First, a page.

God is not partial

What are race and ethnicity and how has religion impacted these concepts in society? Can men and women from different tribes, nations and culture come together to govern as citizens? Or is God partial and prefers one race to another? These questions are briefly discussed in this article.

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Galatians 3:28: There is neither Jew nor Greek, there is neither slave nor free, there is neither male nor female; for you are all one in Christ Jesus.

With the inherent racism that pervades our systems, structures and institutions in society; this scripture will appear to many to be more idealistic than realistic. Prentiss (2003) defines race and ethnicity as ways of perceiving and attaching traits to groups of the population.

Race is marked by biologically inherited characteristics and ethnicity by culturally inherited characteristics. These terms are widely used in everyday conversation but perhaps rarely distinguished. Returning to Galatians 3:28 and the message implied by the Apostle Paul that all individuals are afforded the same privileges as citizens upon receipt of salvation; irrespective of race, status and gender. However, throughout history, it is recorded that Religion has aided and even created racism (Eskola 2011).

Therefore, it takes a conscious few to realize that racism is a consequence of sin and people are prejudice and racist as they are products of their environments. Christ’s intended purpose in the establishment of His Kingdom is His sons and daughters from all tribes and nations governing in His Theocracy on Earth. Romans 8:16-17.

Through the death, resurrection and ascension of Christ, all those who believe in him become constitutionally changed and enter as one kind: GodKind. Citizens of his everlasting glory, manifestations of His character. Black, White, Male, Female, Rich or Poor all become sons and daughters of God.

This means that as fellow citizens we are required to treat each other equally. But time and time again seen both in the epistles and throughout the ages; fellow believers have treated each other partially. This partiality is based on human prejudice. If prejudice remains then regardless of the equality that we share as citizens, inequality will thrive. 1 Peter 2:9, Romans 2:11, James 2:8-9

The process of sanctification is the full submission of body and soul. Characteristic of the soul is our former self-identity. The identity many had before Christ. The identity many had before salvation was composed of mainly their ethnic cultural identity. After salvation is received their identity now centers on citizenship and how their ethnic and cultural self does not solely make up their identity. The colour of skin is no longer the focal point of one’s identity, but nevertheless is still an important factor in the composition of many individuals.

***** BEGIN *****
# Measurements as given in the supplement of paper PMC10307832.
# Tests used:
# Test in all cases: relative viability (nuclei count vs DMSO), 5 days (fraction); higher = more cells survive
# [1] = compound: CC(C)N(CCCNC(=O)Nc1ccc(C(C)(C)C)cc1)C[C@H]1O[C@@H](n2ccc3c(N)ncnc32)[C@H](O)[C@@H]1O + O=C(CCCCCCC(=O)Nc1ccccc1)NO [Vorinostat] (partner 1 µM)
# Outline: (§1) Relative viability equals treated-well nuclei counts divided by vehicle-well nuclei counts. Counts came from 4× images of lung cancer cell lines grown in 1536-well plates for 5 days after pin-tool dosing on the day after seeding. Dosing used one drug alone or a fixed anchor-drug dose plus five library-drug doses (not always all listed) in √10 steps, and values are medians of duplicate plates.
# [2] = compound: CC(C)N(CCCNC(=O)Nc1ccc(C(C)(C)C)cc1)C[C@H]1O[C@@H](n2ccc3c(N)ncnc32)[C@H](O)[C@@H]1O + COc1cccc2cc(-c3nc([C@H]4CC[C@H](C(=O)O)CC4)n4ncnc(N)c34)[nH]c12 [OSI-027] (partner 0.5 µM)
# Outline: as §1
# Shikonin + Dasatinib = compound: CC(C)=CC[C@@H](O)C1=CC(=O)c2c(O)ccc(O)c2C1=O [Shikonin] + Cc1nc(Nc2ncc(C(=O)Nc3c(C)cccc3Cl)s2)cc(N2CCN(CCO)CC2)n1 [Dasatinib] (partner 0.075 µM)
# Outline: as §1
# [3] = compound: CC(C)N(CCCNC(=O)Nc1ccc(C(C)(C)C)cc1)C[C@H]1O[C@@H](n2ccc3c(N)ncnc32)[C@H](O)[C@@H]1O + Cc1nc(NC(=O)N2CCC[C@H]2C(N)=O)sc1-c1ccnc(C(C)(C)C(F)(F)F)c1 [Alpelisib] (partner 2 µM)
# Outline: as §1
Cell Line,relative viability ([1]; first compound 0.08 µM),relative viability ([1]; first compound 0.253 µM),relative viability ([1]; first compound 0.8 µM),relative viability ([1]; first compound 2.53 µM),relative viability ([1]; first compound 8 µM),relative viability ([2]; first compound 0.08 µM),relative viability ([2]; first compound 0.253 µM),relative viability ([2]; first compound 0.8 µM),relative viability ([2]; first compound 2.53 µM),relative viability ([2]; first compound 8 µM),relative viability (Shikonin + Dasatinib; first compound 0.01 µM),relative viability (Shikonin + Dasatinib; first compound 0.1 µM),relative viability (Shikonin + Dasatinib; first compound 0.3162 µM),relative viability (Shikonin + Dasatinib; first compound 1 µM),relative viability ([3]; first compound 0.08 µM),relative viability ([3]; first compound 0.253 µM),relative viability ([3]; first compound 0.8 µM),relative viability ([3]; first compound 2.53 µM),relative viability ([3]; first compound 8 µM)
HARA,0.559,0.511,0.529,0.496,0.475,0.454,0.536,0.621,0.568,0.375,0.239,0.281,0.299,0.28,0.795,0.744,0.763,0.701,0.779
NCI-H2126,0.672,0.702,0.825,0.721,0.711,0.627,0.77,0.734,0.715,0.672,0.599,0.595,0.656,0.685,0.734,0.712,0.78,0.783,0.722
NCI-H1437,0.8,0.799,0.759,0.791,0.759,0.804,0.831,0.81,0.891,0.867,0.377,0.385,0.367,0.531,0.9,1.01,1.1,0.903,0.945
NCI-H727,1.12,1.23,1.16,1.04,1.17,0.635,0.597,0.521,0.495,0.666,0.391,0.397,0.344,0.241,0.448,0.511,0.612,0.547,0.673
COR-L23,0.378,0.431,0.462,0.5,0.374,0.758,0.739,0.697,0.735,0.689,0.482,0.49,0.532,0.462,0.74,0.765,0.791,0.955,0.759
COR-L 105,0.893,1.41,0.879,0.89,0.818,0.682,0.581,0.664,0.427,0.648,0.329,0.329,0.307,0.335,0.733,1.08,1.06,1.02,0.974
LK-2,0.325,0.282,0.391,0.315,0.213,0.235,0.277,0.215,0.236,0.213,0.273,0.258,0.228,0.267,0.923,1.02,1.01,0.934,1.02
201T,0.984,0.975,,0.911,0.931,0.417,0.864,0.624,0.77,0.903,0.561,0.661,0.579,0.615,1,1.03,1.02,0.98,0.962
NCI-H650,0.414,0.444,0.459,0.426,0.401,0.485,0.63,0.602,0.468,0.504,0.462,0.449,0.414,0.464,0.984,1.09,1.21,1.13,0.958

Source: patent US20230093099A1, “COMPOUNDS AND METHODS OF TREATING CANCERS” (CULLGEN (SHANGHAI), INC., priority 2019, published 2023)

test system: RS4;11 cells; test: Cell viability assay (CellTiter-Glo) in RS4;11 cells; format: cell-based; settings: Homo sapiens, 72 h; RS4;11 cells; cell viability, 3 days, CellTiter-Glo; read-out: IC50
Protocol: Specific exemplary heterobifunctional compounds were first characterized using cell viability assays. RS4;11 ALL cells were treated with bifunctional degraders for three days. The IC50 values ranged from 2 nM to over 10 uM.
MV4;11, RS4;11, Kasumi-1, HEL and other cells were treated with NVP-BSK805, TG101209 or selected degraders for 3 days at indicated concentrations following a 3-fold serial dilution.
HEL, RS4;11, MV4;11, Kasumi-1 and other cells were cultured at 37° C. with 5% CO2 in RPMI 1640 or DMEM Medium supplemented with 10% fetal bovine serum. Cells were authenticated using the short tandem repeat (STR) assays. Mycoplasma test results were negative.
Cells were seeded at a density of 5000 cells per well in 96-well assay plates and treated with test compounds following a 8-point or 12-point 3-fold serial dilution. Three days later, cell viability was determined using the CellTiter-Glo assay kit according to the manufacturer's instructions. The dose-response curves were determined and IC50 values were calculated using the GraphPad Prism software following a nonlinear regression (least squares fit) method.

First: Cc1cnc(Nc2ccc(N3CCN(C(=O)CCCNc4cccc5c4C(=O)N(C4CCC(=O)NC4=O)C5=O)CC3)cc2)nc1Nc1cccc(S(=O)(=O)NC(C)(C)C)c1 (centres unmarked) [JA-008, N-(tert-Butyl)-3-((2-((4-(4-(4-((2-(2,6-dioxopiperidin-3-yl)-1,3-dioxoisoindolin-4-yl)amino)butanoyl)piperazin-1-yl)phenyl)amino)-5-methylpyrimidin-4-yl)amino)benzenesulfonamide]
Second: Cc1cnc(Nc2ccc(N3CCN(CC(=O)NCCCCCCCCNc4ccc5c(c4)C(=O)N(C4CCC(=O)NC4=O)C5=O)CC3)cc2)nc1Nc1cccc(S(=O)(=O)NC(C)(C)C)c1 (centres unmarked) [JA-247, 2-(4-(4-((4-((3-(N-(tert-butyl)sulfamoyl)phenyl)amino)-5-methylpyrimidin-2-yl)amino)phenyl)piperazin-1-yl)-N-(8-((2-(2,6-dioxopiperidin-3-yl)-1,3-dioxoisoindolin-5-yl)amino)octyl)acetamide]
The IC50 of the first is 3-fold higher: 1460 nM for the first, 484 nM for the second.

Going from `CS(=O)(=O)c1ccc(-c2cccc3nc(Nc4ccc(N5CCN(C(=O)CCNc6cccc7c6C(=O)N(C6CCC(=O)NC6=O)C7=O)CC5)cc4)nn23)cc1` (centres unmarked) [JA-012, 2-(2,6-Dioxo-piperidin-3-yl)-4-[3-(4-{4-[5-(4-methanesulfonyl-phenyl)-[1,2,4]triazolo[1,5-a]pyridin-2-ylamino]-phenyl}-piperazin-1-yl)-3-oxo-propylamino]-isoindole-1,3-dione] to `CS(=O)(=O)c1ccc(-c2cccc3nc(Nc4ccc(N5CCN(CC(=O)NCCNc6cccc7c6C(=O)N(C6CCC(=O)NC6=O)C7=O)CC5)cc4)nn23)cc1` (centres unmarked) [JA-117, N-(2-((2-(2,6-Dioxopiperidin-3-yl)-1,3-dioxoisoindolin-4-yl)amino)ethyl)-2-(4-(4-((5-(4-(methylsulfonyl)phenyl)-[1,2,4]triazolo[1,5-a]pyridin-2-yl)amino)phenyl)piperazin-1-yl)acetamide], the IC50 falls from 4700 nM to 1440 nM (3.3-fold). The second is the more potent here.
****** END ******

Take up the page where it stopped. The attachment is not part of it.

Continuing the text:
In everyday interactions before we speak assumptions are made about us because of our race, ethnicity and gender. Therefore, identifying as a Kingdom citizen does not remove the impact that race, ethnicity and past experiences have on us as believers. Nonetheless, the significance of citizenship is that it creates an equal platform that affords us our rights, privileges and responsibilities which are given to us unrelated to our race and ethnicity.Revelation 7:9

Our experiences derive from our context. Context comprises of our socio-economic status, gender, race, ethnicity and family background. These experiences shape our history and perception of the world. These experiences include both positive and negative memories and do not dissolve upon receipt of salvation. Each individual has their own context which is unique and provides diversity in God’s Kingdom. Does Race and Ethnicity matter in this world, Yes. Does God judge us based on the colour of our skin, No. God’s judgement is based on our obedience or lack thereof to His will. With the failure to understand that God did not establish religion, humans did.

People will continue to be bound by the constructs that they themselves have created and locks them in circular thinking without resolution. The message of kingdom citizenship is a message of liberation from former social constructs of society and is underpinned by the formation of a new constitution established by a new social construct in Christ, expressing itself in the culture of his children. 2 Corinthians 5:17

References Eskola, T. (2011). Evil Gods and Reckless Saviours: Adaptation and Appropriation in Late Twentieth- Century Jesus Novels. Oregon: Pickwick Publications. Prentiss, C.R. (2003).

Religion and the Creation of Race and Ethnicity: An introduction. New York: New York University Press.

About the Author
Author: Esther
Business Entrepreneur and Civic Leader of the Civitas. Esther Sherato believes that understanding the Kingdom is essential for the maturity of all believers. She believes that the faith journey cannot be walked alone and fellowship together should not be neglected.
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